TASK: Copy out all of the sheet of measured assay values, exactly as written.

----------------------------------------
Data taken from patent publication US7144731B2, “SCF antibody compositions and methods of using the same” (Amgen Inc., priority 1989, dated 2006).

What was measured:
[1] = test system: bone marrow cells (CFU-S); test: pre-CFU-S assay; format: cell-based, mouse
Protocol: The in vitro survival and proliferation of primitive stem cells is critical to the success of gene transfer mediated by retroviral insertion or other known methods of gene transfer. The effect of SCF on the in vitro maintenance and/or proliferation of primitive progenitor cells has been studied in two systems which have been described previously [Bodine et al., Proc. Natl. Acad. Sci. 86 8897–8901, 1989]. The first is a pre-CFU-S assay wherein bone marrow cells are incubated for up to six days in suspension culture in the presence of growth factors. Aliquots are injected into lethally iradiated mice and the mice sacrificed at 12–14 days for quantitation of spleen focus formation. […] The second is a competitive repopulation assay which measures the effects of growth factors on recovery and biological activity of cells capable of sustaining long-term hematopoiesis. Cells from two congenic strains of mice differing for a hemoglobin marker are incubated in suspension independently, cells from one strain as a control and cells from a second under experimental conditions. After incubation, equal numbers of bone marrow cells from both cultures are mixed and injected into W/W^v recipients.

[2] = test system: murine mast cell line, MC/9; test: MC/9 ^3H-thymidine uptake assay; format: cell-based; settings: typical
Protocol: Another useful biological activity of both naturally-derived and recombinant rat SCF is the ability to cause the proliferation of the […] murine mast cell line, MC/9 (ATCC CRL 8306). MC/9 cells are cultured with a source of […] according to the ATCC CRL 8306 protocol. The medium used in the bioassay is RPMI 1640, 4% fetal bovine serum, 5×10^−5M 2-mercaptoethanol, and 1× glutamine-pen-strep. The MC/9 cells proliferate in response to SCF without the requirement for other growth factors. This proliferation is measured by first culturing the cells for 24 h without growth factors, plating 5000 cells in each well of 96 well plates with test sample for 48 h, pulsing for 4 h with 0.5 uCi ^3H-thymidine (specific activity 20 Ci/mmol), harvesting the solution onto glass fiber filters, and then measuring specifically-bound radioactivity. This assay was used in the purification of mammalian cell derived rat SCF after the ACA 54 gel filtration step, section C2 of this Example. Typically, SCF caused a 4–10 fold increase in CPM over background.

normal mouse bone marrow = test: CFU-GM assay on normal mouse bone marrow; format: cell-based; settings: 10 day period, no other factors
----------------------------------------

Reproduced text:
Data taken from patent publication US7144731B2, “SCF antibody compositions and methods of using the same” (Amgen Inc., priority 1989, dated 2006).

What was measured:
[1] = test system: bone marrow cells (CFU-S); test: pre-CFU-S assay; format: cell-based, mouse
Protocol: The in vitro survival and proliferation of primitive stem cells is critical to the success of gene transfer mediated by retroviral insertion or other known methods of gene transfer. The effect of SCF on the in vitro maintenance and/or proliferation of primitive progenitor cells has been studied in two systems which have been described previously [Bodine et al., Proc. Natl. Acad. Sci. 86 8897–8901, 1989]. The first is a pre-CFU-S assay wherein bone marrow cells are incubated for up to six days in suspension culture in the presence of growth factors. Aliquots are injected into lethally iradiated mice and the mice sacrificed at 12–14 days for quantitation of spleen focus formation. […] The second is a competitive repopulation assay which measures the effects of growth factors on recovery and biological activity of cells capable of sustaining long-term hematopoiesis. Cells from two congenic strains of mice differing for a hemoglobin marker are incubated in suspension independently, cells from one strain as a control and cells from a second under experimental conditions. After incubation, equal numbers of bone marrow cells from both cultures are mixed and injected into W/W^v recipients.

[2] = test system: murine mast cell line, MC/9; test: MC/9 ^3H-thymidine uptake assay; format: cell-based; settings: typical
Protocol: Another useful biological activity of both naturally-derived and recombinant rat SCF is the ability to cause the proliferation of the […] murine mast cell line, MC/9 (ATCC CRL 8306). MC/9 cells are cultured with a source of […] according to the ATCC CRL 8306 protocol. The medium used in the bioassay is RPMI 1640, 4% fetal bovine serum, 5×10^−5M 2-mercaptoethanol, and 1× glutamine-pen-strep. The MC/9 cells proliferate in response to SCF without the requirement for other growth factors. This proliferation is measured by first culturing the cells for 24 h without growth factors, plating 5000 cells in each well of 96 well plates with test sample for 48 h, pulsing for 4 h with 0.5 uCi ^3H-thymidine (specific activity 20 Ci/mmol), harvesting the solution onto glass fiber filters, and then measuring specifically-bound radioactivity. This assay was used in the purification of mammalian cell derived rat SCF after the ACA 54 gel filtration step, section C2 of this Example. Typically, SCF caused a 4–10 fold increase in CPM over background.

normal mouse bone marrow = test: CFU-GM assay on normal mouse bone marrow; format: cell-based; settings: 10 day period, no other factors